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Apologizing to your teen doesn’t mean you have ceded your authority

The problem

Is apologizing to your teenager a mistake? Doesn't it somehow undermine your authority as a parent?

Fourteen-year-old Kaylyn was acting like a spoiled brat. Her mother, totally fed up with her daughter's behaviour and already in a cranky mood, launched into an angry tirade.

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"Kaylyn, you're such a ungrateful brat. You really are. Such an ungrateful brat."

Kaylyn burst into tears and fled the room.

Kaylyn's mother immediately felt badly about her angry outburst. She wanted to say she was sorry to her daughter, that her words had gone too far. But she also felt that apologizing might be a mistake.

Doesn't admitting that she had done wrong set a bad precedent? Any time in the future where Kaylyn's mother might take an unpopular stance with her daughter, hadn't she given Kaylyn an opening – that all her parental stances were now open to question? Wasn't she being a weak parent? Wasn't she undermining the basis of her authority; "I am your parent and I am the one who makes these decisions"?

"Well, that's not fair. Just yesterday you admitted you treated me badly. Why should you get to be the boss? Why should I listen to you?"

What not to do

Don't worry about the authority issue. If they challenge, you always have:

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"Yes, I make mistakes, but I'm still your parent and you're stuck with that. And 'no,' your curfew is still 11 p.m."

"But it's not fair."

Being weak would be to back down because you felt your making mistakes took away your right to make unpopular decisions.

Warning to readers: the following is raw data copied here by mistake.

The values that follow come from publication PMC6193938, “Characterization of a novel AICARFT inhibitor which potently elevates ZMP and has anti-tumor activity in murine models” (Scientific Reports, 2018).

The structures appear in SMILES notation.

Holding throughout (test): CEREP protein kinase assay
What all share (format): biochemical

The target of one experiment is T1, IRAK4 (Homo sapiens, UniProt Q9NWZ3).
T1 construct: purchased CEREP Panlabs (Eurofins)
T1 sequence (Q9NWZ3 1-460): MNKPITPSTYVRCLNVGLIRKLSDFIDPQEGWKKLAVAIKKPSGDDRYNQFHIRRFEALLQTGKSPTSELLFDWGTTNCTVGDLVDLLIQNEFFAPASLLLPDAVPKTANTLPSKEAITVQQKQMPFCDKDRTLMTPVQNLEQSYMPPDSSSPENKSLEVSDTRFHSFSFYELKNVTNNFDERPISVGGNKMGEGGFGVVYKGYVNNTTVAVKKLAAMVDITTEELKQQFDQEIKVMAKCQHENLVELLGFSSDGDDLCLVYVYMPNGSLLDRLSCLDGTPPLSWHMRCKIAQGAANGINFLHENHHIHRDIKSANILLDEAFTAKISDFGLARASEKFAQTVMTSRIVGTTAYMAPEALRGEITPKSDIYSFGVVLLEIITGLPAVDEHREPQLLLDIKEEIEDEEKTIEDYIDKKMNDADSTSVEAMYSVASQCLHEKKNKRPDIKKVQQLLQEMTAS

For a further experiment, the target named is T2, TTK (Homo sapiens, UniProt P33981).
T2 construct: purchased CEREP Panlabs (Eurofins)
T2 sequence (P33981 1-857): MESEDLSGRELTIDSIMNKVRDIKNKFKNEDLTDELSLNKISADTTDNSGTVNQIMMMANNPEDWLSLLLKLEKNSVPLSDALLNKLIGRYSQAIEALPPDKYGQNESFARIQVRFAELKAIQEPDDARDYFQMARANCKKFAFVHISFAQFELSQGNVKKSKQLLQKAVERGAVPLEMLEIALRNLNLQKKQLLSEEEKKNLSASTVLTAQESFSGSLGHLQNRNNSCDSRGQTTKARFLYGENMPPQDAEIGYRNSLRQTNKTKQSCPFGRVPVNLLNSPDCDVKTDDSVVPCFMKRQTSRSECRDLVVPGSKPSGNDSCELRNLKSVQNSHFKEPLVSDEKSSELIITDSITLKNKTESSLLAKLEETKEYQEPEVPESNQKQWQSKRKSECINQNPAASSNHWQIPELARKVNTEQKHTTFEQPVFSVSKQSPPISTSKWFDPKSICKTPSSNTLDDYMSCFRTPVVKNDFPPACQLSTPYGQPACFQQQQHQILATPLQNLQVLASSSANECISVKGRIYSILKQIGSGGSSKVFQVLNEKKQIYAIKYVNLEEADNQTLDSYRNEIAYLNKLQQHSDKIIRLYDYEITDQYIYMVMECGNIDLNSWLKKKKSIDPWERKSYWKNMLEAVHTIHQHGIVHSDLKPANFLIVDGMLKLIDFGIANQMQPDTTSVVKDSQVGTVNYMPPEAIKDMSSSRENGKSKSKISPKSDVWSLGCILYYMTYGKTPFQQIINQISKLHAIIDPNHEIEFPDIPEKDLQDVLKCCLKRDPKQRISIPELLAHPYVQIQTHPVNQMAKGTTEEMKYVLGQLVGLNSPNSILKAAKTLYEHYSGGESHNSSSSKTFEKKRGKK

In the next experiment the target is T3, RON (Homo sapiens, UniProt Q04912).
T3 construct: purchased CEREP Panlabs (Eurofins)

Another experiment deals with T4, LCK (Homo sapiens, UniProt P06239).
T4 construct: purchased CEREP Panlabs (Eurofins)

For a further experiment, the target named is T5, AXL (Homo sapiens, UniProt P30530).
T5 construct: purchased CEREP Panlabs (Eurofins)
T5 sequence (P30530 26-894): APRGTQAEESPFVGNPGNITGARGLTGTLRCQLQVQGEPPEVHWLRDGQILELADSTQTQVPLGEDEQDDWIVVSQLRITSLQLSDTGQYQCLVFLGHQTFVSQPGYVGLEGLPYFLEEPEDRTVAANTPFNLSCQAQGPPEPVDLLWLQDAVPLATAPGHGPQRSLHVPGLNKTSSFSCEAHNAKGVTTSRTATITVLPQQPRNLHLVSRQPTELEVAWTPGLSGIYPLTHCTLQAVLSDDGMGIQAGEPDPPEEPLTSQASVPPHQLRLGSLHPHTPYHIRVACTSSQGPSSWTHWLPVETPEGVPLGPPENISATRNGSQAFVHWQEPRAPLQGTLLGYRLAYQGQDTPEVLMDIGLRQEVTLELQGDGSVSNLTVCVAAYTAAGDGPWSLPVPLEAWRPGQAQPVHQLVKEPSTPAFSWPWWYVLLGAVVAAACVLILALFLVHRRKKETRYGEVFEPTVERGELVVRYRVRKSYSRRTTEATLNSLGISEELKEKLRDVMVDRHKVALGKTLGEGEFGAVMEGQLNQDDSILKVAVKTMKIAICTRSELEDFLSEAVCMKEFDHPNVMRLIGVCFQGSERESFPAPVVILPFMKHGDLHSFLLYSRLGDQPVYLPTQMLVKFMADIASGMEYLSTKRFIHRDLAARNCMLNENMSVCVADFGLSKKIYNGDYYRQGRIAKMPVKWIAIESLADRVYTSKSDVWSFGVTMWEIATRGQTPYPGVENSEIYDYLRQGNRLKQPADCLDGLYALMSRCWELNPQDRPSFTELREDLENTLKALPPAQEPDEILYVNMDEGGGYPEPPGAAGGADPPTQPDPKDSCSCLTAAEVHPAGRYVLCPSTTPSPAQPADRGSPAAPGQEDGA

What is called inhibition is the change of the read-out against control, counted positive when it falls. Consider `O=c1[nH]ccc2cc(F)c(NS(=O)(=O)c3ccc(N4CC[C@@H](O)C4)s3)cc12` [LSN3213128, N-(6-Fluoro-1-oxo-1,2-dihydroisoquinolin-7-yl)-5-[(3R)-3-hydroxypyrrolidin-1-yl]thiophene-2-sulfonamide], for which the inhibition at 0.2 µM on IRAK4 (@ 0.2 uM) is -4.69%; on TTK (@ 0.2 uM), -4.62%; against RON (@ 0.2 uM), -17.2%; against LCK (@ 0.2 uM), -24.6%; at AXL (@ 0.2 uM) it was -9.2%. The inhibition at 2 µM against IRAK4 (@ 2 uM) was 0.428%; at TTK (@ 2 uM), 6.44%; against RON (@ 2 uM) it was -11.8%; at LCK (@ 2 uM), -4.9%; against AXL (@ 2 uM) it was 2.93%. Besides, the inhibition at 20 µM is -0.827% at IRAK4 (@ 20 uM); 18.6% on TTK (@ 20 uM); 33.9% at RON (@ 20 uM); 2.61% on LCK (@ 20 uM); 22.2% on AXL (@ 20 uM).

"It's true. I have no right to demand that you come in at 11."

"Excellent, you don't. Bye. I'll be home when I feel like it."

What to do

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Give an unequivocal apology with no qualifiers.

"Kaylyn, I'm sorry. I should not have said what I did. It was too mean."

Unequivocal. Not: "Kaylyn, I'm sorry. I should not have said what I did. But if you hadn't acted the way you did I wouldn't have gotten so mad."

Not good. It deflects the blame. That's a weak parent.

Being able to admit flaws, taking full blame, is a powerful message to give to teenagers. It comes off as strong, not weak.

And yes, they may try to take advantage of it: "Mom, since you admitted you acted like a brat, I'm allowed to be a brat too."

But if you stand firm when you feel the need to exert your authority, true apologizing in no way diminishes your parental strength.

Clinical psychologist Anthony E. Wolf is the author of six parenting books including I'd Listen to My Parents if They'd Just Shut Up. E-mail him your thorny questions at wolf@globeandmail.com.

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